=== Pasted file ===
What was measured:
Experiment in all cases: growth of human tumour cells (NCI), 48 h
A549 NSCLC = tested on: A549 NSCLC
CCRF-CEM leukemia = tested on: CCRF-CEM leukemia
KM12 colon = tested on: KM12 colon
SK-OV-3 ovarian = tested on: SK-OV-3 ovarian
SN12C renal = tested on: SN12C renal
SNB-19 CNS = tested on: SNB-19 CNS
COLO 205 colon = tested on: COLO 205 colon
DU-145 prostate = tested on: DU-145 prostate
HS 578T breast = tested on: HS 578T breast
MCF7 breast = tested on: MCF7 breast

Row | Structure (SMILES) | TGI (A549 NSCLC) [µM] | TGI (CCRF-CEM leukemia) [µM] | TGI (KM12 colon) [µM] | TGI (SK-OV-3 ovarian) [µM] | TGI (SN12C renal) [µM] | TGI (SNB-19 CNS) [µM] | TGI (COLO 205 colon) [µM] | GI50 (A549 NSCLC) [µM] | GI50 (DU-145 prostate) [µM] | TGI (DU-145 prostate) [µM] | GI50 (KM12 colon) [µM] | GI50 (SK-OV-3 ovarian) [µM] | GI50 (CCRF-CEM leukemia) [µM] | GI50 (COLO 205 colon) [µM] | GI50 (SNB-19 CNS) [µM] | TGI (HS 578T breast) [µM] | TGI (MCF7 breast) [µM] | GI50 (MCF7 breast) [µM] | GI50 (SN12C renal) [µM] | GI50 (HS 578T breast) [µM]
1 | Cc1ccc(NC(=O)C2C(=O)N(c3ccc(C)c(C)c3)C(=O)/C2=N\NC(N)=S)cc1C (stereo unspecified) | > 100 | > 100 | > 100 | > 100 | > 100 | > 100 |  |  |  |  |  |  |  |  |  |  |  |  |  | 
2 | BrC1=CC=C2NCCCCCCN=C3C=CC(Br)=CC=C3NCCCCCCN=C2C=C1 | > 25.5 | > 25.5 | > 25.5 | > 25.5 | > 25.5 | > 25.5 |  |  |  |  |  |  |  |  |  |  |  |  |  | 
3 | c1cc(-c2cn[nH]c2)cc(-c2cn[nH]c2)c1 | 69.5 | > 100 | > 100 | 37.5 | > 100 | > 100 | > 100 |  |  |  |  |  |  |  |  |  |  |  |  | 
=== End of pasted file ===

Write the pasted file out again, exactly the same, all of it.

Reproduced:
What was measured:
Experiment in all cases: growth of human tumour cells (NCI), 48 h
A549 NSCLC = tested on: A549 NSCLC
CCRF-CEM leukemia = tested on: CCRF-CEM leukemia
KM12 colon = tested on: KM12 colon
SK-OV-3 ovarian = tested on: SK-OV-3 ovarian
SN12C renal = tested on: SN12C renal
SNB-19 CNS = tested on: SNB-19 CNS
COLO 205 colon = tested on: COLO 205 colon
DU-145 prostate = tested on: DU-145 prostate
HS 578T breast = tested on: HS 578T breast
MCF7 breast = tested on: MCF7 breast

Row | Structure (SMILES) | TGI (A549 NSCLC) [µM] | TGI (CCRF-CEM leukemia) [µM] | TGI (KM12 colon) [µM] | TGI (SK-OV-3 ovarian) [µM] | TGI (SN12C renal) [µM] | TGI (SNB-19 CNS) [µM] | TGI (COLO 205 colon) [µM] | GI50 (A549 NSCLC) [µM] | GI50 (DU-145 prostate) [µM] | TGI (DU-145 prostate) [µM] | GI50 (KM12 colon) [µM] | GI50 (SK-OV-3 ovarian) [µM] | GI50 (CCRF-CEM leukemia) [µM] | GI50 (COLO 205 colon) [µM] | GI50 (SNB-19 CNS) [µM] | TGI (HS 578T breast) [µM] | TGI (MCF7 breast) [µM] | GI50 (MCF7 breast) [µM] | GI50 (SN12C renal) [µM] | GI50 (HS 578T breast) [µM]
1 | Cc1ccc(NC(=O)C2C(=O)N(c3ccc(C)c(C)c3)C(=O)/C2=N\NC(N)=S)cc1C (stereo unspecified) | > 100 | > 100 | > 100 | > 100 | > 100 | > 100 |  |  |  |  |  |  |  |  |  |  |  |  |  | 
2 | BrC1=CC=C2NCCCCCCN=C3C=CC(Br)=CC=C3NCCCCCCN=C2C=C1 | > 25.5 | > 25.5 | > 25.5 | > 25.5 | > 25.5 | > 25.5 |  |  |  |  |  |  |  |  |  |  |  |  |  | 
3 | c1cc(-c2cn[nH]c2)cc(-c2cn[nH]c2)c1 | 69.5 | > 100 | > 100 | 37.5 | > 100 | > 100 | > 100 |  |  |  |  |  |  |  |  |  |  |  |  | 